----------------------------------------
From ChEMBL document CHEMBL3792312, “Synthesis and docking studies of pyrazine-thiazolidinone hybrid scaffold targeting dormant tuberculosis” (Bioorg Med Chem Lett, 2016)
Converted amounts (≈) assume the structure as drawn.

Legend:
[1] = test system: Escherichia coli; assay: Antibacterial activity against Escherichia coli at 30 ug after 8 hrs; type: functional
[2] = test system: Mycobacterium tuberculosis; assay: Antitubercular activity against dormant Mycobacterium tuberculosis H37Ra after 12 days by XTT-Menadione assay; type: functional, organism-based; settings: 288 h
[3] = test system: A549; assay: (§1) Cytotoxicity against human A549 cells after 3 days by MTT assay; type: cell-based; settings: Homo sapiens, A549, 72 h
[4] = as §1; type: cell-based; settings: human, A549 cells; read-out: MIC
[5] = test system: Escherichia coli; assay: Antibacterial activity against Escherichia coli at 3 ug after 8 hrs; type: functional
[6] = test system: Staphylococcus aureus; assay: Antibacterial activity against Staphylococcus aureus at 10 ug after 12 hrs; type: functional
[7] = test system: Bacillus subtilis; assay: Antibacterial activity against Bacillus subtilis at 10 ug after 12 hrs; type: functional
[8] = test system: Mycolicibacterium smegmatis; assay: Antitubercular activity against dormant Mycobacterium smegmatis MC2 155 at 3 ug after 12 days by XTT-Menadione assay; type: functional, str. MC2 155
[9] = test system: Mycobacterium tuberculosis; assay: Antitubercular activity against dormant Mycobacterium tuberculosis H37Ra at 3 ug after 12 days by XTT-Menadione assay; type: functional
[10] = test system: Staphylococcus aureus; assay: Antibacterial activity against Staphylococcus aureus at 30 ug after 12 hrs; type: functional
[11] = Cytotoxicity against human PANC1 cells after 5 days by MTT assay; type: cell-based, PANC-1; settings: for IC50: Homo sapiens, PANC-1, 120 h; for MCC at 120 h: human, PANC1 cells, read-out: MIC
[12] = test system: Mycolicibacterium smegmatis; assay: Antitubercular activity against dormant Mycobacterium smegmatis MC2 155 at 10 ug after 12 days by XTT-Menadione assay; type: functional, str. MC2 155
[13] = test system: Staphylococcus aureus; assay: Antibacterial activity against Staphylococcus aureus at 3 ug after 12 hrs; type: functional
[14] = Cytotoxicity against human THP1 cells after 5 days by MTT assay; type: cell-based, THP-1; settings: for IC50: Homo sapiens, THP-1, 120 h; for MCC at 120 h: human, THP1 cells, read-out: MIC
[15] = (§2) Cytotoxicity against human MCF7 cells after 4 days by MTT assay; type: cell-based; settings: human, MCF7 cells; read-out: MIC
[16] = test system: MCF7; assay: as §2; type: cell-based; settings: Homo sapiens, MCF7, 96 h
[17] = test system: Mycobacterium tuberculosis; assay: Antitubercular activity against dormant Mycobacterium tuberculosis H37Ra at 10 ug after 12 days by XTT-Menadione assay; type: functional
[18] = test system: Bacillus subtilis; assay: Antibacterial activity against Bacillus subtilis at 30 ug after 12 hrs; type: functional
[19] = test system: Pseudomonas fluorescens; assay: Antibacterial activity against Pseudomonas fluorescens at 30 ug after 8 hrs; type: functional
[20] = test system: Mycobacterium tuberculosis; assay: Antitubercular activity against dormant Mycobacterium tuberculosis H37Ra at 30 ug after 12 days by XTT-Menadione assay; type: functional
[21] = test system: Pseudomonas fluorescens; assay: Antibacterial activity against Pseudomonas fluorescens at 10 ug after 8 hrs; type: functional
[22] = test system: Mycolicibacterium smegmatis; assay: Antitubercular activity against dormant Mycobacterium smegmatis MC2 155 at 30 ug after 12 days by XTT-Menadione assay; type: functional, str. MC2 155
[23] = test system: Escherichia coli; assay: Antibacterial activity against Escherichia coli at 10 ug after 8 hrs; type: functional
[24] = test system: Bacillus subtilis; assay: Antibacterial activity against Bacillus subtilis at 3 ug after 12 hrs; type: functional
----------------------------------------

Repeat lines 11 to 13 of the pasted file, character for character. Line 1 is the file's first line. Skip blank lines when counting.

[8] = test system: Mycolicibacterium smegmatis; assay: Antitubercular activity against dormant Mycobacterium smegmatis MC2 155 at 3 ug after 12 days by XTT-Menadione assay; type: functional, str. MC2 155
[9] = test system: Mycobacterium tuberculosis; assay: Antitubercular activity against dormant Mycobacterium tuberculosis H37Ra at 3 ug after 12 days by XTT-Menadione assay; type: functional
[10] = test system: Staphylococcus aureus; assay: Antibacterial activity against Staphylococcus aureus at 30 ug after 12 hrs; type: functional